For companies that have already determined that remote work policies can work at their organization, this is an interesting idea. Designating Wednesdays as the day for remote work companywide—and shutting down the office to boot—could have some downsides, however.
The second annual Future Workforce Report from the freelance hiring platform Upwork finds that even though most US managers expect more of their team members to work remotely in the coming years, most also say their organization lacks a specific policy on remote work:
Sixty-four percent of hiring managers feel that their company has the resources and processes in place to support a remote workforce, yet the majority (57 percent) lack a remote work policy. …
Over half (55%) of hiring managers agree that remote work has become more commonplace as compared to three years ago. Five times as many hiring managers expect more of their team to work remotely in the next ten years than expect less. In the next ten years, hiring managers predict that 38 percent of their full-time, permanent employees will work predominantly remotely.
Among those companies that do have remote work policies, many respondents indicated that these policies are evolving to become more flexible and inclusive, which is helping them attract talent in a tight labor market:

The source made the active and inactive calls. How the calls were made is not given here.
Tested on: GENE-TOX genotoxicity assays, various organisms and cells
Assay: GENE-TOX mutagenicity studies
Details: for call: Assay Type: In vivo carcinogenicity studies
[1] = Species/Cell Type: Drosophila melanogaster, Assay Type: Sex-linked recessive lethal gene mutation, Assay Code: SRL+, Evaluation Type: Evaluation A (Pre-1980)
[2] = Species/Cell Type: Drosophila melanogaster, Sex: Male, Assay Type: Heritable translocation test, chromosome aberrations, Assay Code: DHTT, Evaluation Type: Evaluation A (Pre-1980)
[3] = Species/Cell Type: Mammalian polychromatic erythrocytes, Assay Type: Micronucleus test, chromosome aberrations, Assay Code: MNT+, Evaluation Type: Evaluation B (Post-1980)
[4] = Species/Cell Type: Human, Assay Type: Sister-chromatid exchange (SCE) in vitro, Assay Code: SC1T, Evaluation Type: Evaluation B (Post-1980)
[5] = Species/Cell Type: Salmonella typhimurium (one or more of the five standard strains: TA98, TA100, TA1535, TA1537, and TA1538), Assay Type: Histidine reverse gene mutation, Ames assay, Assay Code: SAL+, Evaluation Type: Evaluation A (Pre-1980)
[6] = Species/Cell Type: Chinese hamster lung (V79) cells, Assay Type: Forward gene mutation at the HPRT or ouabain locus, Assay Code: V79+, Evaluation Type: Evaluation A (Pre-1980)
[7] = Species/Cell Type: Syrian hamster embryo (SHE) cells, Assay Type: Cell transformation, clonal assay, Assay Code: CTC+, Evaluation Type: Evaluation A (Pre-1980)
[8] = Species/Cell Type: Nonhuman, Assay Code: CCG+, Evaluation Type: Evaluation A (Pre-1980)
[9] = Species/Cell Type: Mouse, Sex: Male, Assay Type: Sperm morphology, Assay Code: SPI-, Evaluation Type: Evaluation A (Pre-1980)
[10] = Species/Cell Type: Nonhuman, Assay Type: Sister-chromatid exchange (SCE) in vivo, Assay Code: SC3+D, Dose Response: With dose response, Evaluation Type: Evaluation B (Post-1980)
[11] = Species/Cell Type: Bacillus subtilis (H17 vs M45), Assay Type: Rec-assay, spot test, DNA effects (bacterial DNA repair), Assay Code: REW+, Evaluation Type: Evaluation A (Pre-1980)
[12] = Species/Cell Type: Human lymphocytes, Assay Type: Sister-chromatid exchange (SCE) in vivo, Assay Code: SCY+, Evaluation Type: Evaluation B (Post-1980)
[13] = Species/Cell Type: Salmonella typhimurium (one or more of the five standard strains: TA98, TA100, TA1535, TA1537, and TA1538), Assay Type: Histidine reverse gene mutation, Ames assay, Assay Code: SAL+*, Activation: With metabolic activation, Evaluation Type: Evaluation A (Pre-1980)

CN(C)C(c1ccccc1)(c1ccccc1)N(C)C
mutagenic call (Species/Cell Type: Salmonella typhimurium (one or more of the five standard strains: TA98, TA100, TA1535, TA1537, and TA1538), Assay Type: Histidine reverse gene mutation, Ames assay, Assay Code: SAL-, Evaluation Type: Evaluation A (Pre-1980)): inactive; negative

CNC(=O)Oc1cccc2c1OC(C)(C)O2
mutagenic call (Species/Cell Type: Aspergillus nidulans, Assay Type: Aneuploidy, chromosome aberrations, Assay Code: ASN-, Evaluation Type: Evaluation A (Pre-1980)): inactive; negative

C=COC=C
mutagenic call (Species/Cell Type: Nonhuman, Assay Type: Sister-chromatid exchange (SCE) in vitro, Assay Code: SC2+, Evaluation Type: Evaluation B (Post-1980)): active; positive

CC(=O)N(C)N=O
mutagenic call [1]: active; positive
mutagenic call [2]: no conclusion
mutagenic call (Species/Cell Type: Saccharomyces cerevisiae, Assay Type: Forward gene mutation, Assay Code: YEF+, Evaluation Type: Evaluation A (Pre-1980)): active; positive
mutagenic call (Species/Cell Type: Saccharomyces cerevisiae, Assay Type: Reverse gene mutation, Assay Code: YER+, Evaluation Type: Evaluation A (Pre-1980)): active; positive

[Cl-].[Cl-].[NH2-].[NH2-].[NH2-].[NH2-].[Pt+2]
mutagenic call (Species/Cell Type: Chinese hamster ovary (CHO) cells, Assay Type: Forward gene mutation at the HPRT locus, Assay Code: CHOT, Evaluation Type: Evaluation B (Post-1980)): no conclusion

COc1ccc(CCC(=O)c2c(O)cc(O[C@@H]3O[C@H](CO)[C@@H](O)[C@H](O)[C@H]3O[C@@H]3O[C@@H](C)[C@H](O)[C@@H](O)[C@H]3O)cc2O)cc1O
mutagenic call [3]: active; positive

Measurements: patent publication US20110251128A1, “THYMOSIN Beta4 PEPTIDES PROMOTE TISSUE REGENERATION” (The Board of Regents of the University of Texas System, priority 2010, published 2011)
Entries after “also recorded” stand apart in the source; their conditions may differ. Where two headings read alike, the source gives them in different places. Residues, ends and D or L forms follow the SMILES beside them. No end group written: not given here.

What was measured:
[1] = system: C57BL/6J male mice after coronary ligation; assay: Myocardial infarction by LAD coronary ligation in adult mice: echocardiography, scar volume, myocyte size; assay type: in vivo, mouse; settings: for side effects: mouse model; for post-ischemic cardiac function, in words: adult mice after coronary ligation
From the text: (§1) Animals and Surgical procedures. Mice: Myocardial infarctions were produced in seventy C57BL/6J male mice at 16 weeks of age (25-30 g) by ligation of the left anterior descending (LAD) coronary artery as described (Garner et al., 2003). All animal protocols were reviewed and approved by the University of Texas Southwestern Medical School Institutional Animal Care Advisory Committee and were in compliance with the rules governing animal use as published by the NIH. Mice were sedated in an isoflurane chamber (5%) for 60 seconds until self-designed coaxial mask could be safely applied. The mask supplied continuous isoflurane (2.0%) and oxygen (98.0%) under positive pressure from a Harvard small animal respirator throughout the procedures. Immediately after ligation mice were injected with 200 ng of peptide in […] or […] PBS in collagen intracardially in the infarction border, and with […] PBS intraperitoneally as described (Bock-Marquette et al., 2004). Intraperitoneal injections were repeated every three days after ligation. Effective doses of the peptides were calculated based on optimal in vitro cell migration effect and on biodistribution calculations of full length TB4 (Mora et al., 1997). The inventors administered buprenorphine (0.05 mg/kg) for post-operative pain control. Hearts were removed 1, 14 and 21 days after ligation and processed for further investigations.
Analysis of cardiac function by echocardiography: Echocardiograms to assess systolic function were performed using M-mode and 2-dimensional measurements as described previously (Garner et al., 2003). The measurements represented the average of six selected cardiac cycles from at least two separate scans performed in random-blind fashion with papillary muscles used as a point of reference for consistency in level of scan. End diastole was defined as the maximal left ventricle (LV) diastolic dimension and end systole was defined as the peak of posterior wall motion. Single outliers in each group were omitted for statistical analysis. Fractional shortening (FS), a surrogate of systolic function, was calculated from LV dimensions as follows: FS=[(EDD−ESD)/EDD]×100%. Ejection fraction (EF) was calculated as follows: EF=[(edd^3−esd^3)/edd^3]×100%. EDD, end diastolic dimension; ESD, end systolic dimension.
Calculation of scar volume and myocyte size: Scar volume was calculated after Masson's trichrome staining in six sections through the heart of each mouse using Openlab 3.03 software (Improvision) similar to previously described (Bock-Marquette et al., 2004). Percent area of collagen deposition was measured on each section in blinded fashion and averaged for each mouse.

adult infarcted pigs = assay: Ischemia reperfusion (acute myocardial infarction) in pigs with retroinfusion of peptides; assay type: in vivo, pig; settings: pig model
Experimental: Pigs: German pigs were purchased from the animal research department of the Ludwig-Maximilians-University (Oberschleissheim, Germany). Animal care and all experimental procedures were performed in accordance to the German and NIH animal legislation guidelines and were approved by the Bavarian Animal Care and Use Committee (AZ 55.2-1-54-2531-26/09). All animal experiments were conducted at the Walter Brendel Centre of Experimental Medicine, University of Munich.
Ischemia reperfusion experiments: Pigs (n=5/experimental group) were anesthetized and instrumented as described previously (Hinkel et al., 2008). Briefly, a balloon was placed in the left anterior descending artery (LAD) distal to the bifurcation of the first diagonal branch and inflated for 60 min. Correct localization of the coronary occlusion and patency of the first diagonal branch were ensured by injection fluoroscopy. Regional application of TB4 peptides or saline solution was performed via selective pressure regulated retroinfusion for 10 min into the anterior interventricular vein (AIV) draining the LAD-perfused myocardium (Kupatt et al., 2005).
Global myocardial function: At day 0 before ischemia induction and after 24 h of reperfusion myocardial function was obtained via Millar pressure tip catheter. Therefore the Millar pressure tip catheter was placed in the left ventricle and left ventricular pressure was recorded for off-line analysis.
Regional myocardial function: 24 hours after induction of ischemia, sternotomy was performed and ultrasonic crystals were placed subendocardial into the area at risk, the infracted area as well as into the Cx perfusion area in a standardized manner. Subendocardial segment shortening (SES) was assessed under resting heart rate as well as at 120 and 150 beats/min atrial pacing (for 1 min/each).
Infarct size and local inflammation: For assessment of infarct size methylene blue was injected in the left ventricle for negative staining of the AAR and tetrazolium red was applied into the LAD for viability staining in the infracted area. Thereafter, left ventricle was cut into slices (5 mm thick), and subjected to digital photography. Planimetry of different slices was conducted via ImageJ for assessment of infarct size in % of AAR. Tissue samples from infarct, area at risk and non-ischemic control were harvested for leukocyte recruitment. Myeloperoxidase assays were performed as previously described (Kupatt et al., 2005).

Nearly half (45%) of hiring managers said their company’s work-from-home policy has changed in the past five years, with 60 percent saying it has become more lenient and inclusive. This increased inclusivity is making it easier for companies to find the talent they need. Over half (52%) of hiring managers that work at companies with work-from-home policies believe hiring has become easier in the past year.
A recent study from Cardiff University suggests that employees who work from home are more likely than their peers who work in the office to work extra hours and put extra effort into doing their jobs. The study, published in the journal New Technology, Work and Employment and covered by the Daily Mail, examined survey responses from 15,000 UK employees in 2001, 2006 and 2012, and found that 39 percent of at-home remote workers said they “often have to work extra time, over and above the formal hours of my job, to get through the work or to help out,” compared to just 24 percent of in-office workers. Also, 73 percent of those who work from home said they put more effort than required into their job, compared to 68.5 percent of those who work from the office.
Professor Alan Felstead, the study’s lead author, offered the Daily Mail a theory as to what was causing this discrepancy:
Professor Felstead said: ‘The evidence suggests that remote workers are over-compensating to prove to their colleagues they are not in their pyjamas at home and prove to their employers they are a safe pair of hands willing to go the extra mile in return for the discretion an employer gives them to work at home or in a remote location.’
Noting that the percentage of the UK workforce doing their jobs in a traditional workplace had fallen from 74.8 per cent in 2001 to 66.4 per cent in 2012, the study also pointed out that there were downsides to remote work in terms of employee wellbeing: Nearly 44 percent of remote workers reported that they had difficulty unwinding after a day at work, while only 38.1 percent of fixed-location staff said so. This, Felstead said, reflects the challenge for remote workers of setting clear boundaries between their professional and personal lives.